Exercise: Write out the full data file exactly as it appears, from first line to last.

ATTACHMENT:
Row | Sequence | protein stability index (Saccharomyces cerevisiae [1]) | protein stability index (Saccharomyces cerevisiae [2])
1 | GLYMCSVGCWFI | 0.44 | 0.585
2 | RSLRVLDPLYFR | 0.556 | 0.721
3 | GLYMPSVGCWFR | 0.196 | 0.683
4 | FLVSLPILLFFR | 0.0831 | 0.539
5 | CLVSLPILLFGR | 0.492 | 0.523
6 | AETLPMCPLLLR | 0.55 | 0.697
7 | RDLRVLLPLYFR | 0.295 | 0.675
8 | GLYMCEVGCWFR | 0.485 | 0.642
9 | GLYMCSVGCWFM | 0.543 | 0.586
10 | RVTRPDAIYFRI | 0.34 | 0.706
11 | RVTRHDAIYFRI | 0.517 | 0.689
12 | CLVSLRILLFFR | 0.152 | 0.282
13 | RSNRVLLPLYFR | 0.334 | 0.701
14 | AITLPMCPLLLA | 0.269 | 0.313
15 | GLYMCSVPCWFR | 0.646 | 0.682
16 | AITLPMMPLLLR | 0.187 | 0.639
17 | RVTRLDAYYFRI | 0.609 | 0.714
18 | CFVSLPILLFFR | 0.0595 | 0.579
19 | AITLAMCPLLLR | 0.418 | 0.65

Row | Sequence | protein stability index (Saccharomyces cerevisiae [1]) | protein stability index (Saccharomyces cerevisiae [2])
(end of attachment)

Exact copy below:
Row | Sequence | protein stability index (Saccharomyces cerevisiae [1]) | protein stability index (Saccharomyces cerevisiae [2])
1 | GLYMCSVGCWFI | 0.44 | 0.585
2 | RSLRVLDPLYFR | 0.556 | 0.721
3 | GLYMPSVGCWFR | 0.196 | 0.683
4 | FLVSLPILLFFR | 0.0831 | 0.539
5 | CLVSLPILLFGR | 0.492 | 0.523
6 | AETLPMCPLLLR | 0.55 | 0.697
7 | RDLRVLLPLYFR | 0.295 | 0.675
8 | GLYMCEVGCWFR | 0.485 | 0.642
9 | GLYMCSVGCWFM | 0.543 | 0.586
10 | RVTRPDAIYFRI | 0.34 | 0.706
11 | RVTRHDAIYFRI | 0.517 | 0.689
12 | CLVSLRILLFFR | 0.152 | 0.282
13 | RSNRVLLPLYFR | 0.334 | 0.701
14 | AITLPMCPLLLA | 0.269 | 0.313
15 | GLYMCSVPCWFR | 0.646 | 0.682
16 | AITLPMMPLLLR | 0.187 | 0.639
17 | RVTRLDAYYFRI | 0.609 | 0.714
18 | CFVSLPILLFFR | 0.0595 | 0.579
19 | AITLAMCPLLLR | 0.418 | 0.65

Row | Sequence | protein stability index (Saccharomyces cerevisiae [1]) | protein stability index (Saccharomyces cerevisiae [2])